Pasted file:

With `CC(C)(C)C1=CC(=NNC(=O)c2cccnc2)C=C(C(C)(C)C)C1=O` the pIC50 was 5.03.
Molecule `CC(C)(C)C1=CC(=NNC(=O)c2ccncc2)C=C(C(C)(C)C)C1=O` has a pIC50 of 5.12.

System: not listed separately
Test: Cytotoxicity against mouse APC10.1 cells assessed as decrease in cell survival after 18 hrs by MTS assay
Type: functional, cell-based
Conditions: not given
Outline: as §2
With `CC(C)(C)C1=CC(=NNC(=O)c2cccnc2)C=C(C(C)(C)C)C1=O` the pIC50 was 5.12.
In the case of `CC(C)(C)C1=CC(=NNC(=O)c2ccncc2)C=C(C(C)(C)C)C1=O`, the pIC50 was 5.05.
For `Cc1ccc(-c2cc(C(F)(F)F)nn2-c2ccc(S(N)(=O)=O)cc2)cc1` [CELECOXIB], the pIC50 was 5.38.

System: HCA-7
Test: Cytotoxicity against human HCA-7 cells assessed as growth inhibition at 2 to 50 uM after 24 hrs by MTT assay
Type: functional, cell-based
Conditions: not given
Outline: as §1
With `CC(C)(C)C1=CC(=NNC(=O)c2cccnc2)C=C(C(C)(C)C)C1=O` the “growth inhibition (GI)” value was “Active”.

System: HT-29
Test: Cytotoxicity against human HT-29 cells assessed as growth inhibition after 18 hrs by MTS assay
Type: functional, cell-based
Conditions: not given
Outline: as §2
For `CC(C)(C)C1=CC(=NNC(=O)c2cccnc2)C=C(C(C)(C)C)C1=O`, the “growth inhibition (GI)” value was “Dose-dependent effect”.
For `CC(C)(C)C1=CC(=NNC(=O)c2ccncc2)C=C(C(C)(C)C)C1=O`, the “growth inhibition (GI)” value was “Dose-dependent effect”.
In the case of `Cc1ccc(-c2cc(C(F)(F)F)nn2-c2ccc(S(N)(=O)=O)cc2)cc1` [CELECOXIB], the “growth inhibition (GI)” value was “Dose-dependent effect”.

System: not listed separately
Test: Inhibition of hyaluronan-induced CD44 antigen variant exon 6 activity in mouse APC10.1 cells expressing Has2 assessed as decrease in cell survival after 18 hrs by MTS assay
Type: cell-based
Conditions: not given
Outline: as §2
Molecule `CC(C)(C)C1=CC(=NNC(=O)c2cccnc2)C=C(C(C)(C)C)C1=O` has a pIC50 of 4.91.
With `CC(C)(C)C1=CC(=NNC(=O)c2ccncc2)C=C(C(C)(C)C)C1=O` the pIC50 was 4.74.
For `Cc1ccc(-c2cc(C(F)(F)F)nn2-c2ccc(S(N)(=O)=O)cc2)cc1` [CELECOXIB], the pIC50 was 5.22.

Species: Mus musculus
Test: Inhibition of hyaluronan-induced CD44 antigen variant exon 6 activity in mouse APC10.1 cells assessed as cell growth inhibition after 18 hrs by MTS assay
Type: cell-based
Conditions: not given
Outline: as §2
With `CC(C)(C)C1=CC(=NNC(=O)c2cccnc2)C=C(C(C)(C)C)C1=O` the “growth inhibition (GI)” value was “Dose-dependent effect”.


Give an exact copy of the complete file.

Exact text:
With `CC(C)(C)C1=CC(=NNC(=O)c2cccnc2)C=C(C(C)(C)C)C1=O` the pIC50 was 5.03.
Molecule `CC(C)(C)C1=CC(=NNC(=O)c2ccncc2)C=C(C(C)(C)C)C1=O` has a pIC50 of 5.12.

System: not listed separately
Test: Cytotoxicity against mouse APC10.1 cells assessed as decrease in cell survival after 18 hrs by MTS assay
Type: functional, cell-based
Conditions: not given
Outline: as §2
With `CC(C)(C)C1=CC(=NNC(=O)c2cccnc2)C=C(C(C)(C)C)C1=O` the pIC50 was 5.12.
In the case of `CC(C)(C)C1=CC(=NNC(=O)c2ccncc2)C=C(C(C)(C)C)C1=O`, the pIC50 was 5.05.
For `Cc1ccc(-c2cc(C(F)(F)F)nn2-c2ccc(S(N)(=O)=O)cc2)cc1` [CELECOXIB], the pIC50 was 5.38.

System: HCA-7
Test: Cytotoxicity against human HCA-7 cells assessed as growth inhibition at 2 to 50 uM after 24 hrs by MTT assay
Type: functional, cell-based
Conditions: not given
Outline: as §1
With `CC(C)(C)C1=CC(=NNC(=O)c2cccnc2)C=C(C(C)(C)C)C1=O` the “growth inhibition (GI)” value was “Active”.

System: HT-29
Test: Cytotoxicity against human HT-29 cells assessed as growth inhibition after 18 hrs by MTS assay
Type: functional, cell-based
Conditions: not given
Outline: as §2
For `CC(C)(C)C1=CC(=NNC(=O)c2cccnc2)C=C(C(C)(C)C)C1=O`, the “growth inhibition (GI)” value was “Dose-dependent effect”.
For `CC(C)(C)C1=CC(=NNC(=O)c2ccncc2)C=C(C(C)(C)C)C1=O`, the “growth inhibition (GI)” value was “Dose-dependent effect”.
In the case of `Cc1ccc(-c2cc(C(F)(F)F)nn2-c2ccc(S(N)(=O)=O)cc2)cc1` [CELECOXIB], the “growth inhibition (GI)” value was “Dose-dependent effect”.

System: not listed separately
Test: Inhibition of hyaluronan-induced CD44 antigen variant exon 6 activity in mouse APC10.1 cells expressing Has2 assessed as decrease in cell survival after 18 hrs by MTS assay
Type: cell-based
Conditions: not given
Outline: as §2
Molecule `CC(C)(C)C1=CC(=NNC(=O)c2cccnc2)C=C(C(C)(C)C)C1=O` has a pIC50 of 4.91.
With `CC(C)(C)C1=CC(=NNC(=O)c2ccncc2)C=C(C(C)(C)C)C1=O` the pIC50 was 4.74.
For `Cc1ccc(-c2cc(C(F)(F)F)nn2-c2ccc(S(N)(=O)=O)cc2)cc1` [CELECOXIB], the pIC50 was 5.22.

Species: Mus musculus
Test: Inhibition of hyaluronan-induced CD44 antigen variant exon 6 activity in mouse APC10.1 cells assessed as cell growth inhibition after 18 hrs by MTS assay
Type: cell-based
Conditions: not given
Outline: as §2
With `CC(C)(C)C1=CC(=NNC(=O)c2cccnc2)C=C(C(C)(C)C)C1=O` the “growth inhibition (GI)” value was “Dose-dependent effect”.